We’ve all been there. You know the feeling. You set the metronome to a given speed and play accurately to the beat. As you increase the tempo, you eventually max out at the same point, over and over again. There seems to be a disconnection between different speeds. There’s slow, medium, fast and turbo! (And as you know, all of us aim for turbo, whether or not we want to admit it.)
I contend that reaching that top speed sometimes has more to do with a certain feel than it does just adhering to a strict beat. I think it physically feels different and we honor a whole different set of approaches than at a slower tempo. More so, it’s how we hear or view the notes we’re playing. Let me explain.
When we’re diligently slaving away, playing to a fast beat, we’re usually picking to a standard subdivision of the beat (quarter-note, eighth-note, sixteenth-note, and so on). It’s most likely we view each note singularly and play its subdivisions with an even, unaccented consistency. This approach is valid and has served us well up until this point. Yet now, it’s this point we want to get past.
I’ve noticed that if I group the notes differently in my mind while accenting certain ones I get different results. If I think of a grouping or a phrase of notes instead of just the single notes, I experience a much different feel, and therefore, a different result on the guitar. The key to this is that I accent a certain note in each phrase, and that note becomes my focus point.
As I’m playing this grouping of notes, I make sure that my “focus note” lands on a certain beat. As long as I make sure this note lands consistently on a particular beat, all the other notes in the phrase move accordingly around it. By placing the accent on a certain beat, we automatically delineate the phrase. This gives us our grouping feel.
Fig. 1 shows a scale broken down to groupings. I find that more often than not, the accented note is not the first note in the phrase, but rather the phrase’s highest or last note. The accented note is the key to making this approach work. I aim for it and by doing so, all the other notes in the phrase fall into place. Download example audio...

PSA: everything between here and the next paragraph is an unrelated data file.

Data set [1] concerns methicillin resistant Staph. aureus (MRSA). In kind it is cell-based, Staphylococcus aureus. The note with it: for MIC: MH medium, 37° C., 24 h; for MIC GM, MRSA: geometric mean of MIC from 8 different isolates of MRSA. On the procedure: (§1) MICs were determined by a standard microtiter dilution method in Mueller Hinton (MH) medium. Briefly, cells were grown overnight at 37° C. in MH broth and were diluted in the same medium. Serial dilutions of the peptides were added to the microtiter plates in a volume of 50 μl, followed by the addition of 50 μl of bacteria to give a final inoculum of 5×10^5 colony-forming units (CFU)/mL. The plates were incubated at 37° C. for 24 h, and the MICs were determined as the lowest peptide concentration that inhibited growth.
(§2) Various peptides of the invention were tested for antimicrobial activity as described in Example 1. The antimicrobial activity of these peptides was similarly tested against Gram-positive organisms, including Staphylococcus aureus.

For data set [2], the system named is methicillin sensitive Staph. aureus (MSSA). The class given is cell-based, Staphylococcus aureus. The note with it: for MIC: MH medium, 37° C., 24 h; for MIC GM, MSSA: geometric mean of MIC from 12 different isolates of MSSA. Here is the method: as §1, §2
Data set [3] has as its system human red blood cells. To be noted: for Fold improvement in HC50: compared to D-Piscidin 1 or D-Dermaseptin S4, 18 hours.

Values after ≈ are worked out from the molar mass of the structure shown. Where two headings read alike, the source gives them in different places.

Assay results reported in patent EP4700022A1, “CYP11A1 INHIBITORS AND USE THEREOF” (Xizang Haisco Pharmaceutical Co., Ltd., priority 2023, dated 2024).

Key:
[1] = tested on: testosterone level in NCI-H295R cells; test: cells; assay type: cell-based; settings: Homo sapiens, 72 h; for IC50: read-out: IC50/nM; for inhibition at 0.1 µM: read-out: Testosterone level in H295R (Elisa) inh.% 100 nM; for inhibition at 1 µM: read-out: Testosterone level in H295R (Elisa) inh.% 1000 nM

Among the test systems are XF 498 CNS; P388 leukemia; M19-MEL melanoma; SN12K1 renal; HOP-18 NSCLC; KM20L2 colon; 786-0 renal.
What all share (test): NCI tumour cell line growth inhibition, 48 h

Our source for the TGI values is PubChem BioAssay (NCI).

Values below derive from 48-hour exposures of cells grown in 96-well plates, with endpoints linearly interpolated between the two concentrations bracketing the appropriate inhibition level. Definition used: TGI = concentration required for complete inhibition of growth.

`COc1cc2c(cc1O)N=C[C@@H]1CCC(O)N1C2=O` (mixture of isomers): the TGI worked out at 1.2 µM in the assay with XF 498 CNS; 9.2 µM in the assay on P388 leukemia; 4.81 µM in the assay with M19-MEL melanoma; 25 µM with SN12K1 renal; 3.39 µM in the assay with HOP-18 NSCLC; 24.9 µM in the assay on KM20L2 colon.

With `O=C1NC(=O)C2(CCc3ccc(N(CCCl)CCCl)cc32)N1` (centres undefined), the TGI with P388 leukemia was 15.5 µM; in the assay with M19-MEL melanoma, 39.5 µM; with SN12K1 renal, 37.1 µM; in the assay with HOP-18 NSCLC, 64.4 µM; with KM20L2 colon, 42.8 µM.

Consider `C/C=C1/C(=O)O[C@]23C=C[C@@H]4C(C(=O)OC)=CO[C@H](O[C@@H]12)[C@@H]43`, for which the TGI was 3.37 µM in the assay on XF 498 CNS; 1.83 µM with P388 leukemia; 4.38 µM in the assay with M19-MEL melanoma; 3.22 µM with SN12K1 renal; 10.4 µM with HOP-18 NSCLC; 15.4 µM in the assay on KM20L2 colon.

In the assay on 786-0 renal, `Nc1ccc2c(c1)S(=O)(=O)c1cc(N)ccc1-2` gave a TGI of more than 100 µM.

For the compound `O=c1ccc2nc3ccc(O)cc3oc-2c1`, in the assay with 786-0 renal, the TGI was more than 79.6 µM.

This approach also translates to other guitar techniques. Take sweep picking, for example. I’ve always viewed sweep picking as a “timeless” technique—not in any historical sense, but in the sense that you can fit a sweep (regardless of how many notes it contains) into a required space by viewing it in groups or phrases.
Now take a look at Fig. 2, where I play some arpeggios with unusual groupings. To accomplish this, I have to treat each arpeggio as one grouping or phrase and make sure that the first note of the group falls on the quarter note (in this example). Don’t be intimidated by the value or numerical grouping of the notes. Remember, this phrase is only as fast as the tempo you choose, so it looks scarier than it really is. The audio example that illustrates this concept is a song called “Magnus 212” from my upcoming CD, 212. You’ll hear some other grouping examples in this audio clip as well. Download example audio...
The advantage of this approach is that it feels different to play these riffs if the notes are grouped and the phrases have an accent in them. I believe that viewing fast lines this way opens up your technique, because it feels different to play with accents and groups instead of playing straight up with the metronome. Where you would think of one note, now you can visualize a phrase around it.
Neil Zaza tours the world constantly, playing his own brand of melodic instrumental guitar. He is currently recording his latest album, 212, and you can visit him at neilzaza.com as well as facebook.com/neilzazamusic.